Date of Degree
James M. Mandiberg
Higher Education | Organizational Behavior and Theory | Place and Environment | Social Work
Social Enterprise, Social Innovation, Proof of Concept, Black and Latinx, Predominantly White Institution, Barbershop
Black and Latinx male retention in post-secondary institutions, particularly predominantly white institutions (PWI), remains a critical social problem. Even though many PWIs set up structures to welcome and support Black and Latinx males, those structures are defined and created through dominant cultural norms. They have been challenged to mitigate the individualized facets of disengagement. A social innovation, proof of concept model was conceptualized, designed, and developed alongside Black and Latinx males in college. Social innovation is defined as a new way of approaching long standing and complex problems. Proof of concept (PoC) helps to validate that processes and designs are feasible for application in a broader context.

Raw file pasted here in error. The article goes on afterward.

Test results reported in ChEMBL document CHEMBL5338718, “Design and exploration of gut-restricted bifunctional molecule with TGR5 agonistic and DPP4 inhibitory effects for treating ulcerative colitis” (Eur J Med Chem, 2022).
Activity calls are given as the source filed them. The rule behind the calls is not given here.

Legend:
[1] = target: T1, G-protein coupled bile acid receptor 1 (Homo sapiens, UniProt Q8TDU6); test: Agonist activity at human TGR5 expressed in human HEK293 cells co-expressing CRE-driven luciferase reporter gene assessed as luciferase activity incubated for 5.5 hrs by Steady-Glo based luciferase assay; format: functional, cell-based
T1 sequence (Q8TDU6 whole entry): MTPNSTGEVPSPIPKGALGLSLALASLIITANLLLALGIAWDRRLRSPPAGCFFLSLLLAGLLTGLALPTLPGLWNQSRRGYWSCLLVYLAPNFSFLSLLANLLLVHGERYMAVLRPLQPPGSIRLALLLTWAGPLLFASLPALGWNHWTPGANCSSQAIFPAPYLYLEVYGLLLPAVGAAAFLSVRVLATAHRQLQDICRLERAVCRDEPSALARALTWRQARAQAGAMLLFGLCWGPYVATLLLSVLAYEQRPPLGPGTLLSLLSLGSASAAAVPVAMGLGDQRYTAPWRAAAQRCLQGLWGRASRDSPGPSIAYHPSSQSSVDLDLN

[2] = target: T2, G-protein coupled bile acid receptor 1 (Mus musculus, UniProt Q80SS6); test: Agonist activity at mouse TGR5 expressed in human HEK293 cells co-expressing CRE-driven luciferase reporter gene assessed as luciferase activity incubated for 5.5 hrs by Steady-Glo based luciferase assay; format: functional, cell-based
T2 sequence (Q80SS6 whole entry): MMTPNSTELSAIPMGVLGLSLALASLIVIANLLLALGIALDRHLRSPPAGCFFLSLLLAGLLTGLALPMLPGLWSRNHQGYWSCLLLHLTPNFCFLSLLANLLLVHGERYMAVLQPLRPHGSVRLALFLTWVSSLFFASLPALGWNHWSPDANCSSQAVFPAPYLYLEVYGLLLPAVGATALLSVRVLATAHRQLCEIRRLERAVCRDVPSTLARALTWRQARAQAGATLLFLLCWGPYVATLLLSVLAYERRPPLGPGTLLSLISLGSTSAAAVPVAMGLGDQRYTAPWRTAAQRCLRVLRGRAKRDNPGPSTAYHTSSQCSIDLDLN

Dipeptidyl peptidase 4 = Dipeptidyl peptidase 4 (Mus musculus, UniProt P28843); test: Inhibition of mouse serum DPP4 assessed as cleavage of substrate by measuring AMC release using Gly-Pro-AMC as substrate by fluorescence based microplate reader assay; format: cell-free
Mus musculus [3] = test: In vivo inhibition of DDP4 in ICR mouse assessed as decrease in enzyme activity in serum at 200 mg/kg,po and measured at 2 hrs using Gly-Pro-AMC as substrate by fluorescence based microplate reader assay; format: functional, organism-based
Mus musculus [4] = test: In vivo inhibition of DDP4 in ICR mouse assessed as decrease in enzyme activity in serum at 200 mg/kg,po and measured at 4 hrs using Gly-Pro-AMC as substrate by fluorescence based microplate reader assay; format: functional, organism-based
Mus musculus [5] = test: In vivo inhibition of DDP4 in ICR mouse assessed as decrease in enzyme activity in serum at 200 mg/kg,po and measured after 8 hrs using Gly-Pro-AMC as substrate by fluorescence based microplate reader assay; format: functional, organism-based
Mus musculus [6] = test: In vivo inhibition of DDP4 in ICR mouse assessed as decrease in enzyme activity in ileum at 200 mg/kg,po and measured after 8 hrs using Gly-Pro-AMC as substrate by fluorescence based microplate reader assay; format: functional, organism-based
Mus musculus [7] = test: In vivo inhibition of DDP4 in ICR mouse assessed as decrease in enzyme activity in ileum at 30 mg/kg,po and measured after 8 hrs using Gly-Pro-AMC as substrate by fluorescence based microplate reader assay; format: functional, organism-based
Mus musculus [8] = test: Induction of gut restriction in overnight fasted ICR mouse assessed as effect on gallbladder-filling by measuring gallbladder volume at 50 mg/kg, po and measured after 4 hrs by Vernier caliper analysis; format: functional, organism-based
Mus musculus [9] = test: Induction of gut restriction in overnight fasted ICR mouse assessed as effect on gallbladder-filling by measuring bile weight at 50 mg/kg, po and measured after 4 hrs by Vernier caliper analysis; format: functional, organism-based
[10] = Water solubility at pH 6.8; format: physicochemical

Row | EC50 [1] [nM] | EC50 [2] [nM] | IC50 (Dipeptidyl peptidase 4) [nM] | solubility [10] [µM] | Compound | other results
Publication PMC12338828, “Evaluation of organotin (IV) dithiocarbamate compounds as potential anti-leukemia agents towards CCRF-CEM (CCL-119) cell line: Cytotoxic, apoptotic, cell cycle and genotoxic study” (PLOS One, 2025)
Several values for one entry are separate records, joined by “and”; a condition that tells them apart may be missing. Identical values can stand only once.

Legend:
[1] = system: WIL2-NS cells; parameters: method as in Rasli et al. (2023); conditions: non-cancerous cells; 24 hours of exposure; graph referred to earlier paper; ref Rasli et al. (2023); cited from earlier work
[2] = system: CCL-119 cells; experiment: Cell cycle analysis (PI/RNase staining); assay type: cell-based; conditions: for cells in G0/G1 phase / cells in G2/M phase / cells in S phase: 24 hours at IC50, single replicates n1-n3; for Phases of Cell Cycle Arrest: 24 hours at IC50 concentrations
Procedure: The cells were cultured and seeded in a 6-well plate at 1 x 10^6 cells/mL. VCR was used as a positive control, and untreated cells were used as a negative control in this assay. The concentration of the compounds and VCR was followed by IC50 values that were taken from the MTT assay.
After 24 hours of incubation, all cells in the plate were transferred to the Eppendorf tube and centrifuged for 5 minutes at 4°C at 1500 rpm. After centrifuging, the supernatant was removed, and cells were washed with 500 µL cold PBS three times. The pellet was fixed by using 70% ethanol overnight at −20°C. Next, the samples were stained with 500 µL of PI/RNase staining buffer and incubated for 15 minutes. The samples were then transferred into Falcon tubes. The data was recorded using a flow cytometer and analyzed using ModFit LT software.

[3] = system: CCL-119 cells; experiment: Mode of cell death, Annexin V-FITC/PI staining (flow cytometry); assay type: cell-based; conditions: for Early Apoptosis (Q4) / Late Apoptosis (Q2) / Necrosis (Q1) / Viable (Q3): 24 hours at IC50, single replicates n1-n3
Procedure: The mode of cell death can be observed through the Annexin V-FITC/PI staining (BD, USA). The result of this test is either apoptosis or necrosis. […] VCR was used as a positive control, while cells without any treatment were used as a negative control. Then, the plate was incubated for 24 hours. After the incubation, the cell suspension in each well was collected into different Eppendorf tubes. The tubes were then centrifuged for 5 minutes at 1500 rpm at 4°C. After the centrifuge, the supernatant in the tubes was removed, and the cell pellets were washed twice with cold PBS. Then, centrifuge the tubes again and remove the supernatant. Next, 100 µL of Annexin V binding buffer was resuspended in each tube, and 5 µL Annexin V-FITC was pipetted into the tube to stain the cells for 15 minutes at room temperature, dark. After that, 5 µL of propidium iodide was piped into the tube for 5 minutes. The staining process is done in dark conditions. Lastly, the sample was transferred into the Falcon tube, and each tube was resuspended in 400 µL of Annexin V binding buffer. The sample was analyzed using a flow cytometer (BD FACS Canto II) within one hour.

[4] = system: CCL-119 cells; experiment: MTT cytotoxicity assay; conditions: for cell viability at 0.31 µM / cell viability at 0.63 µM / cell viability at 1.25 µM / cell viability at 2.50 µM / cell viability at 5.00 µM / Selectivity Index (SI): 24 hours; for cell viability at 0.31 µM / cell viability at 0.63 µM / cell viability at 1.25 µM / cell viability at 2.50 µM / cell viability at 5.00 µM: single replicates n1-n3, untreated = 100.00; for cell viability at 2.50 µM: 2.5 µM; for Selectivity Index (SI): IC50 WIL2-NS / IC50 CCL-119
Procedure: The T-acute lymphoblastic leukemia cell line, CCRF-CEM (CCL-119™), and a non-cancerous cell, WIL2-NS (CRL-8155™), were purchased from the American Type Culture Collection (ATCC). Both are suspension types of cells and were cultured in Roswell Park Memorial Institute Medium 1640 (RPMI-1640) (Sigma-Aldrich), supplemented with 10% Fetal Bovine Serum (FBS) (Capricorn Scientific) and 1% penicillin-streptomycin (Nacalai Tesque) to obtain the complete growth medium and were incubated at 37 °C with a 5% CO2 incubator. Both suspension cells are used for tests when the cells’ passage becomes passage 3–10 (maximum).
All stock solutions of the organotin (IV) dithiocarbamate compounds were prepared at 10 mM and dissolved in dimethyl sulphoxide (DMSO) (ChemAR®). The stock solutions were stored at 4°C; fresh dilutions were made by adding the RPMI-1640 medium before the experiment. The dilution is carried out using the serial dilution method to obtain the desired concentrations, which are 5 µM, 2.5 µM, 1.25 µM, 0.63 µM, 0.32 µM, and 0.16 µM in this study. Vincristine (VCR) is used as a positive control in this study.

This dissertation outlines the design process used to create a social innovation barbershop model as a solution-based effort to the institutional problem of Black and Latinx male retention in college. Research of this POC was conducted at Bard College; a small, liberal arts PWI. The research investigated the design of a student informed and led campus barbershop, and how that space serves as a platform for meaning making for Black and Latinx young men. Research utilized non-prescriptive journals written by participants that focused on their individual use, understanding, and meaning of the space. The goal of the research was to further inform the design of the barbershop model.
Livingston, Joshua P.H., "Place-Making by Black and Latinx Students in Predominantly White Institutions: Participatory Design and Meaning Making Through a Social Enterprise" (2019). CUNY Academic Works.
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